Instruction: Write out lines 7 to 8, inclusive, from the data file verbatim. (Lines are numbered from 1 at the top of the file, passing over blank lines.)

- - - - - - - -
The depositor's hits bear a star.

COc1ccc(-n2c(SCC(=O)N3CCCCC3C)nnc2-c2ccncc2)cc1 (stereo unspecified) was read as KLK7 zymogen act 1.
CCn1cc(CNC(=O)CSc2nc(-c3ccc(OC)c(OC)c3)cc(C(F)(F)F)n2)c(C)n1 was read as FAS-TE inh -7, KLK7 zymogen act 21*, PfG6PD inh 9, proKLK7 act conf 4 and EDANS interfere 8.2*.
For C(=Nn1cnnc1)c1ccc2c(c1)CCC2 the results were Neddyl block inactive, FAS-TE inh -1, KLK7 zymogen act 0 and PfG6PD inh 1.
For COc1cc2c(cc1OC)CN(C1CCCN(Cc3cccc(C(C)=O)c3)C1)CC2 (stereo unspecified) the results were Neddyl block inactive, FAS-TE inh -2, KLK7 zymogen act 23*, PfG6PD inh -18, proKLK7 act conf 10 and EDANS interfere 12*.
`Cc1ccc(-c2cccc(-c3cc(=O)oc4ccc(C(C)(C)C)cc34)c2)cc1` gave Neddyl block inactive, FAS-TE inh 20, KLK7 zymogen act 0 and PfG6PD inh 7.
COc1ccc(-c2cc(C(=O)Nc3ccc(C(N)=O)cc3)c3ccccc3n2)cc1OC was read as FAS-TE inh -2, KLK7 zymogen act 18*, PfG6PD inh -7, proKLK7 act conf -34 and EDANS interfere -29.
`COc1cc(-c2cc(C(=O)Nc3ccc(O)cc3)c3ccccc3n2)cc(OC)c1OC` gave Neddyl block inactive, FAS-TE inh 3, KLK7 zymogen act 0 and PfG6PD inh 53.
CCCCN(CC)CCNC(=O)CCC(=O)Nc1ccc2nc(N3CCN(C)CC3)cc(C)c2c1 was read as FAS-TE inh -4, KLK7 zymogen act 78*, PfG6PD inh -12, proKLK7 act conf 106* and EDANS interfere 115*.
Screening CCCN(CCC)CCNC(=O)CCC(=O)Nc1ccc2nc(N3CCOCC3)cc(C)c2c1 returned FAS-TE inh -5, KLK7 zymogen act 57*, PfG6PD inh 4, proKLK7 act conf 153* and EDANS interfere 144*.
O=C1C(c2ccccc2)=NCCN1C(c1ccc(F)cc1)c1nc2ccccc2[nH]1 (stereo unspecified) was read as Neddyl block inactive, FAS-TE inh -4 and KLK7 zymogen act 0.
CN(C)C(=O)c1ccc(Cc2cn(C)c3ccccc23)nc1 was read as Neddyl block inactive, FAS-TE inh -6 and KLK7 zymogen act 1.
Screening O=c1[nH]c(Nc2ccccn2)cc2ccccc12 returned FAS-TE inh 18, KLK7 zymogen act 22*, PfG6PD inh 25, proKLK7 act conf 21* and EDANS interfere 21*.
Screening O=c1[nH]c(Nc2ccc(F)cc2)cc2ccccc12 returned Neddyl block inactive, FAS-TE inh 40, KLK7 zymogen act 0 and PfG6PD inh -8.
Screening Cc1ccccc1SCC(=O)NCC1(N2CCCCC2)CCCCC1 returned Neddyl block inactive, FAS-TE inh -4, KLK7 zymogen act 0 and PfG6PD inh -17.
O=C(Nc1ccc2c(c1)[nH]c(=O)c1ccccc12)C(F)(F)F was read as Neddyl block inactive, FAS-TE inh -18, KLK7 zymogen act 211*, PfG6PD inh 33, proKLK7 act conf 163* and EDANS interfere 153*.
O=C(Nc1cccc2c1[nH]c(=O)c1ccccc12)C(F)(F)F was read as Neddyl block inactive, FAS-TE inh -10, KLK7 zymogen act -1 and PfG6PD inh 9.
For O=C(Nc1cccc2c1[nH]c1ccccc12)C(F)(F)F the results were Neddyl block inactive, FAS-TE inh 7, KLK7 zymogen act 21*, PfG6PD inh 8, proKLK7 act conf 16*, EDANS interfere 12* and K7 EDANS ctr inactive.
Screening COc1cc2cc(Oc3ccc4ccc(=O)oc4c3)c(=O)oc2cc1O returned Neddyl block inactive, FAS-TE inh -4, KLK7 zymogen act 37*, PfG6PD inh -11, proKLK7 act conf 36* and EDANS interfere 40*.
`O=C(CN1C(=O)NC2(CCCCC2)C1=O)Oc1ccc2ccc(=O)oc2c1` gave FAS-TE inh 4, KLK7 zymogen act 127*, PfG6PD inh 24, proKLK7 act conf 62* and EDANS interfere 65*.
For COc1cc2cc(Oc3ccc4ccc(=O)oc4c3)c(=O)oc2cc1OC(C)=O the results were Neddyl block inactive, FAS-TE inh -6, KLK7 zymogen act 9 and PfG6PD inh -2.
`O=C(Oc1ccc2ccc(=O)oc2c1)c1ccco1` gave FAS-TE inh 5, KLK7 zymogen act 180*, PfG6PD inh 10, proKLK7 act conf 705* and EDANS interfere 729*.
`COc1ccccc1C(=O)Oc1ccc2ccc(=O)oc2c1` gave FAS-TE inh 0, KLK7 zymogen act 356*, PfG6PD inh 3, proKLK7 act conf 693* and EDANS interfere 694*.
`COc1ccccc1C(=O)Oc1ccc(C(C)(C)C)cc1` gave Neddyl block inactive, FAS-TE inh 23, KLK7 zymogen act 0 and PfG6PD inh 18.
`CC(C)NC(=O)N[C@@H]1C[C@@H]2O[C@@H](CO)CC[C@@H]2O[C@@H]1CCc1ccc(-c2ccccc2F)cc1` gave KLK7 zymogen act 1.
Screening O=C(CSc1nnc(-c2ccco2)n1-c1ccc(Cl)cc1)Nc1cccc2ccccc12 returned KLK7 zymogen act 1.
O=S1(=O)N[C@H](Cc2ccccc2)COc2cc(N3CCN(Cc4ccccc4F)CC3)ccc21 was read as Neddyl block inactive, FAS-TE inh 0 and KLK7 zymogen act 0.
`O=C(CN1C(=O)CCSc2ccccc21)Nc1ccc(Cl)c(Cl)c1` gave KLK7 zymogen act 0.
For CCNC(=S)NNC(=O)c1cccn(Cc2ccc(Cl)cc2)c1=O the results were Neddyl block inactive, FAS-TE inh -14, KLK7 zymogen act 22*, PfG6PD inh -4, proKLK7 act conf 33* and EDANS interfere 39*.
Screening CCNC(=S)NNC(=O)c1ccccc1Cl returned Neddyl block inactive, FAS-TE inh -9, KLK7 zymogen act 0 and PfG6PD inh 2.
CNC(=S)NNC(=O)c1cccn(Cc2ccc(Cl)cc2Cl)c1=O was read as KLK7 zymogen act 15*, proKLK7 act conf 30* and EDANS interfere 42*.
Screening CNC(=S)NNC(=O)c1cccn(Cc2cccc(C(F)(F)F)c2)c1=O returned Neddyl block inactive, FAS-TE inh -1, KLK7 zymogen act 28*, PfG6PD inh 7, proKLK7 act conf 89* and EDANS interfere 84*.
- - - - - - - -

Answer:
COc1ccc(-c2cc(C(=O)Nc3ccc(C(N)=O)cc3)c3ccccc3n2)cc1OC was read as FAS-TE inh -2, KLK7 zymogen act 18*, PfG6PD inh -7, proKLK7 act conf -34 and EDANS interfere -29.
`COc1cc(-c2cc(C(=O)Nc3ccc(O)cc3)c3ccccc3n2)cc(OC)c1OC` gave Neddyl block inactive, FAS-TE inh 3, KLK7 zymogen act 0 and PfG6PD inh 53.